The Secretary of State to the Embassy in the United Kingdom
2163. Eyes only for Douglas from Acheson. Following message received today from Bevin:1
“Following our conversation in Paris on June 20th I talked with the Prime Minister2 and the Chancellor of the Exchequer. I find that our dollar position is more serious than I supposed and that prompt action is essential to put things straight. We are considering what measures to take, and urgent consultation with the United States Government will be necessary. In the meantime we have given the United States Ambassador in London a memorandum of the facts,3 which it is understood Mr. Douglas is sending to the State Department.
I hope that it will be possible for Mr. Snyder4 to pay a very early visit to this country to discuss matters with Sir Stafford Cripps and that he will bring advisers from the State Department and ECA, as well as from the Treasury. We shall appoint officials on our side from the Treasury, the Foreign Office, and the Board of Trade to take part in the talks. We also propose that a Canadian Minister and officials should take part. We should like these meetings to begin on July eighth or ninth, before the meeting of members of the Commonwealth which we are trying to arrange for July eleventh.
I hope that you may have an early opportunity of discussing the situation with the President. I hope, too, that it may be possible for the United States Administration to take suitable action by the making of appropriate statements, etc., to damp down public agitation about [Page 791] a recession, as well as discussion of the position of sterling. In this way confidence would be restored.
Unless firm action is taken I fear that much of our work on Western Union and the Atlantic Pact will be undermined, and our progress in the cold war will be halted. It is because the political consequences may be so serious that I hope that Mr. Snyder may be accompanied by political, as well as financial advisers.
We naturally hope that publicity would be reduced to a minimum and this object might be helped by the fact that Mr. Snyder’s visit to Europe has already been announced. But if necessary we should be ready to say frankly that the discussions concern the dollar crisis.”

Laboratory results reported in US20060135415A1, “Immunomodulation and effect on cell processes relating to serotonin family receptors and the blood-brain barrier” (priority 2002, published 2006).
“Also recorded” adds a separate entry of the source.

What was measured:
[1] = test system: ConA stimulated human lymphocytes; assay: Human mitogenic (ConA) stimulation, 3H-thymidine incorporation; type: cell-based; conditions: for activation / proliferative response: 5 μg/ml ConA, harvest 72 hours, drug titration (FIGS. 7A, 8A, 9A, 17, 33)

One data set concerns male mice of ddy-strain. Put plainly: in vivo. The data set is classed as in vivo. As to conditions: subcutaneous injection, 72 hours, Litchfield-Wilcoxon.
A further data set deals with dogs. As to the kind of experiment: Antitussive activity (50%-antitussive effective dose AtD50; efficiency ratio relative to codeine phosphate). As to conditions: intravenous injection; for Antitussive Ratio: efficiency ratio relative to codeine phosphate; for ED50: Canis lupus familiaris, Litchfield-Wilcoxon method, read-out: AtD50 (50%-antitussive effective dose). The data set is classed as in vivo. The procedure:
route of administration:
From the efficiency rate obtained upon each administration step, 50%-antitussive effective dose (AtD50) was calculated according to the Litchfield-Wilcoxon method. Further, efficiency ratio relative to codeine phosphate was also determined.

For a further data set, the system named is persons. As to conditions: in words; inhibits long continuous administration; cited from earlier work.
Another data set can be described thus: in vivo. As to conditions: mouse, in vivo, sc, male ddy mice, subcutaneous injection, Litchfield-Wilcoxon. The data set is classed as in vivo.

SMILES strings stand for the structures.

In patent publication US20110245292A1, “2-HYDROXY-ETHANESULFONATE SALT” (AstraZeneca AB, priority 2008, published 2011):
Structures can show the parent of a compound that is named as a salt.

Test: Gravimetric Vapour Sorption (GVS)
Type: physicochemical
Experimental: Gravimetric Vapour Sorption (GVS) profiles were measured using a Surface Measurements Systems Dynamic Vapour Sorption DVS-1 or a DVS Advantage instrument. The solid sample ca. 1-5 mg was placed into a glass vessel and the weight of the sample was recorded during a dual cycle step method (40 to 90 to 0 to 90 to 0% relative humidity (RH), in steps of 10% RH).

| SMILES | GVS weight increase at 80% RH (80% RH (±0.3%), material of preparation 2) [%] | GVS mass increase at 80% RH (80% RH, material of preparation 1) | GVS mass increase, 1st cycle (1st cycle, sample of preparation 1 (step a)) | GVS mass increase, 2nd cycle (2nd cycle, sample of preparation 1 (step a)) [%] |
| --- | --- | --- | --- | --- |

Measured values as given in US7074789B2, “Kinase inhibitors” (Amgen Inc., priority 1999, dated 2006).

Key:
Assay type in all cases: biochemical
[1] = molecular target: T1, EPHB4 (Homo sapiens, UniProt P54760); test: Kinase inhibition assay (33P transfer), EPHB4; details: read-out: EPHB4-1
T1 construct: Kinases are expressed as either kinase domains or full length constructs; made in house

Harriman’s Repto 635,5 paragraph 3, indicates Cripps hopes obtain approval new austerity program prior publication figures July 5, which seems inconsistent with above message, particularly reference urgent consultation in first paragraph and later reference meetings to begin July eighth and ninth. My impression is that meetings July eighth and ninth immediately following release of figures on July fifth and simultaneous announcement new austerity program would leave little for consultation.
Snyder has agreed to advancing date his departure to 29th or 30th and remain available in Paris for discussions with you and Harriman for day or two. If your discussions with Snyder and Harriman indicate desirable, am certain Snyder would agree have Cripps come Paris for discussions over weekend or possibly Snyder might accompany you London for discussions with Bevin, Cripps and others. This would make available four days Snyder’s time and still permit him to depart morning July 5 to follow previously arranged itinerary. It has advantage of consultations prior to decisions to be announced July 5. Minimum publicity would be involved and I feel sure you, Harriman and your staff members could supply all assistance which Snyder would need.
Planning conference with Hoffman6 and Snyder Monday afternoon and will proceed with above plan unless you suggest modification.
Discussions with Snyder indicate he has no feeling that devaluation is necessarily best answer but wishes know what British, you and Harriman really think would be effective.
- Foreign Secretary Bevin’s message was sent in a letter from Sir Frederick Hover Millar, British Minister in the United States, to Secretary Acheson on June 22, not printed (841.51/6–2249). In another letter on the same day, not printed, Hoyer Millar indicated that the urgency of the British financial situation was increased by the fact that Sir Stafford Cripps had to go into a nursing home for two months’ treatment not later than July 17. (841.51/6–2249)↩
- Clement R. Attlee.↩
- The memorandum under reference was transmitted in telegram 2407, June 22, from London, not printed (841.5151/6–2249).↩
- John W. Snyder, Secretary of the Treasury.↩
- Not found in Department of State files.↩
- Paul G. Hoffman, Administrator for Economic Cooperation.↩